This Court has also stated, “prejudice, if clearly shown by a party” is not “something to ignore solely because the remedy of reversal further exacerbates the delay.” In re As.L.G. & Au.R.G.,173 N.C. App. 551, 554, 619 S.E.2d 561, 564 (2005), aff'd and disc. rev. improvidently allowed, 360 N.C. 476, ___ S.E.2d ___ (2006).
    Here, respondent argues the delay in holding the termination hearing “prejudiced [her] by one year and by precluding the parties from reaching closure.” Respondent also contends, “the delay impacted the presentation of evidence with respect to the abandonment ground. The relevant time frame for determining whether a child has been abandoned is the six-month period immediately preceding the filing of the petition.”
    Respondent presented evidence she provided money to her daughter during the one year period delay, but the trial court discounted or dismissed this evidence because she had failed to provide this support during the statutory six month time period.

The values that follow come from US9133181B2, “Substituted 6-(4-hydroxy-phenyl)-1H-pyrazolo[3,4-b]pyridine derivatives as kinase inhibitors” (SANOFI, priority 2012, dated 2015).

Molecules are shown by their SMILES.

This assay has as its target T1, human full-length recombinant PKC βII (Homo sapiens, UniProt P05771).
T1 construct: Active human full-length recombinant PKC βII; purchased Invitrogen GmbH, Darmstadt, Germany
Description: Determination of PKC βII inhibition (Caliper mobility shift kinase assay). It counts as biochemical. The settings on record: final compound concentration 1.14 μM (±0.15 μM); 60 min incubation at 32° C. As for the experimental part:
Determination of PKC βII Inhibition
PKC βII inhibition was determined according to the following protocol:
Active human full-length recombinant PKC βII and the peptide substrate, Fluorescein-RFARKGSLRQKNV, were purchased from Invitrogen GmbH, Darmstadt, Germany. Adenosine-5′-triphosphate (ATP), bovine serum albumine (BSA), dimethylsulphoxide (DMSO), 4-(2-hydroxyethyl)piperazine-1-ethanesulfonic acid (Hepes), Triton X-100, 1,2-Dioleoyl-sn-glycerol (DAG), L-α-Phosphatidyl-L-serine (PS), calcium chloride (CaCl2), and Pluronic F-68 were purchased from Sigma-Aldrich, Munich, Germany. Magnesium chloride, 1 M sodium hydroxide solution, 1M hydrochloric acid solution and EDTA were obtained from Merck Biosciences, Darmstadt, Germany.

The trial court held the termination hearing on 24 January 2005, over one year after DSS filed its petition, and entered its order almost seven months later on 19 August 2005.
    Respondent argues:
        by failing to enter the order within thirty days as required by statute, the trial court delayed final resolution of this case. During this delay, [respondent] was not able to appeal or seek any relief from the trial court. While [A.M.] was allowing her to visit with the children prior to the date of the hearing, [respondent] does not have a right to visit and does not have a judicial remedy if [A.M.] or [DSS] decided to prevent her from continuing to visit her children. [A.M.] could not proceed with an adoption. The girls were not able to benefit from the implementation of a permanent plan. The delay prevented [respondent], [A.M], and the girls from reaching closure. In this case, the seven month delay is clear, egregious, and highly prejudicial to [respondent] and others.